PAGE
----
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Coumarins

Coumarin is known as the parent organic chemical compound that belongs to a class of phytochemicals that occur naturally in several plant species. It is an oxygen heterocycle, which is better known for its aroma that has resemblance of vanilla or the scent of new-mown hay. Coumarin was identified for the first time way back in the 1820s and has been subsequently synthesized in laboratory from 1868 onwards. The synthesized or artificially prepared coumarin was mainly used in the manufacture of fragrances and essences. In addition, coumarin is used in the preparation of other chemicals, especially  rodent poison and anticoagulants.

Coumarin is present in an assortment of plants, including Tonka bean, licorice, lavender and sweet clover grass. In addition, coumarin is also found naturally in certain food plants, for instance, apricots, strawberries, cinnamon, cherries and dong quai. It is generally believed that coumarins function as a pesticide for the plants that produce this chemical compound.

Dicoumarol, a fermented produce of coumarin that occurs naturally in decomposed sweet clover, is a potent anticoagulant that ultimately causes hemorrhage or bleeding - this property of the substance forms the basis of warfarin rat poison. Over the years, numerous derivatives of coumarin have been used as anticoagulant agents in contemporary medicine. The derivatives of coumarin have resemblance to the structure of vitamin K and this has resulted in conjectures that they function by contending for the prothrombin - the substance in coumarin that is responsible for reasons behind the formation of clotting. In fact, this opinion has been strengthened following the discovery that the exploits of coumarins in this aspect are neutralized by vitamin K.

The presence of anti-clotting coumarins and also the haemolytic saponins actually averts safe injection of materials from plants directly into the bloodstream. Luckily enough, coumarins are counterbalanced to safe derivatives in the alimentary canal and, hence, generally do not create any problem when ingested. These are the main grounds for which coumarins are never used in the form of anti-coagulants in herbal medicine.

It may be noted that coumarins also possess a number of anti-bacterial attributes, for instance the ones like mouse eared hawkweed (botanical name, Pilosella officinal rum) has proved to be the prime active agent in the conventional as well as seemingly successful use of that plant in treating surging (rising and falling) fevers in goats.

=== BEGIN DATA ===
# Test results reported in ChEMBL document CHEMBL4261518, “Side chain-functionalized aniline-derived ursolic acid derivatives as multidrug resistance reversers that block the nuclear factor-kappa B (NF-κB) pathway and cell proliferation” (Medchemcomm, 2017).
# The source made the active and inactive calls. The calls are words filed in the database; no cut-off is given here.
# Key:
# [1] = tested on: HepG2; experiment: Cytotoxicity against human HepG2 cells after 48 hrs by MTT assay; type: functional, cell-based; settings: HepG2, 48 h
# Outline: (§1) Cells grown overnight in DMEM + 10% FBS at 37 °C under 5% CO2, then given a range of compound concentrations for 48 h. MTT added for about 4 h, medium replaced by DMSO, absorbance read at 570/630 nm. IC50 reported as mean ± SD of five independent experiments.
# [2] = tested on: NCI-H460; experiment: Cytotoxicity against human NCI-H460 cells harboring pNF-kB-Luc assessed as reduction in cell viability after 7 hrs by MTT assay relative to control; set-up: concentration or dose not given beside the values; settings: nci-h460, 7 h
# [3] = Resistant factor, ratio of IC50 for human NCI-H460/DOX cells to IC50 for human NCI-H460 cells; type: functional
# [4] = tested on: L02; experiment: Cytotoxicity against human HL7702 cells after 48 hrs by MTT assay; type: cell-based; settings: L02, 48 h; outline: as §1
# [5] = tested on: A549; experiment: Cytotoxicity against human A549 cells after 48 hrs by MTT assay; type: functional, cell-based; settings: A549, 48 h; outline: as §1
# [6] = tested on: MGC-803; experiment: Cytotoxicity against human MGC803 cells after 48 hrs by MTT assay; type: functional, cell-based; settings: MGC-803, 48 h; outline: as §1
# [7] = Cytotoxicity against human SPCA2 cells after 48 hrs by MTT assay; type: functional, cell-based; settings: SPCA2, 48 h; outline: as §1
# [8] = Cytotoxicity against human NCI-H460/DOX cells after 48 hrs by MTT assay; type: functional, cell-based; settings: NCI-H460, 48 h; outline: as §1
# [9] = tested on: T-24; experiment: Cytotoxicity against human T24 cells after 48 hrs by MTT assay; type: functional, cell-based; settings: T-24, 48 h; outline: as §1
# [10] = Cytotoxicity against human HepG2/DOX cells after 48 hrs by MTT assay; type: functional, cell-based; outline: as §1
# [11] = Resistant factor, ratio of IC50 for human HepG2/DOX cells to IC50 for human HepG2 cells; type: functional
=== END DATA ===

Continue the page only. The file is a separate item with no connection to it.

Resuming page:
Several other by-products of coumarin have been identified, for instance, the aglycone of the helpful vascular curative agent aesculin obtained from horse chestnut (botanical name, Aesculus hippocastanum); scopoletin  from the deadly nightshade family and umbelliferone, an anti-fungal present in the plants belonging to the parsley or Umbelliferae family as well as in several different individual medications, and also the strong vasodilators, such as visnagin and khellin from the Middle East plant Ammi visnaga. Bergapten is one more familiar coumarin. It is drawn from bergamot oil contentiously made use of in the form of a sun-screening agent in several contemporary suntan ointments.

In contemporary times, coumarins are considered to be an imperative cluster of organic compounds owing to their multifarious uses - they are extensively used in food and cosmetic production, as optical brightening agents, as dispersed incandescent as well as in the form of laser dyes.

While coumarins are only approved for a few remedial uses as pharmaceuticals, it may be noted that during a number of studies, they have also demonstrated some proof of numerous biological activities. The biological activities reported for coumarins comprise of anti-tumor, anti-HIV, anti-hypertension, anti-inflammatory, anti-arrhythmia (any substance that prevents and/ or slows down abnormal heartbeat), antiseptic, anti-osteoporosis and analgesic or palliative. In addition, coumarins are also used to treat asthma. Many physicians also recommend the use of coumarin in treating lymphedema (a condition wherein there is an accumulation of lymph in soft tissue, which is accompanied by swelling).

Coumarin has also been found to possess appetite-suppressing properties, which denotes that it has the ability to hold back hunger. This attribute of this organic chemical compound explains why it is naturally present in a large variety of plants, particularly clovers and grasses, and when animals graze on such fodder have a reduced appetite and, hence, the plants are saved from their onslaught. While this organic compound possesses a pleasurable sweet fragrance, sweet grass and sweet clover have derived their names from it, coumarin is not known to have a pleasant flavor. In fact, coumarin possesses a bitter flavor for which animals normally avoid it whenever it is possible.

A number of ordinary herbs enclose considerable amounts of coumarin. Some of these common herbs include:

  • Visnaga (Ammi visnaga)
  • Horse chestnut seed (Aesculus hippocastanum)
  • Sweet Woodruff (Asperula odorata)
  • Red Clover (Trifolium pratense)
  • Sweet Clover (Melilotus spp.)

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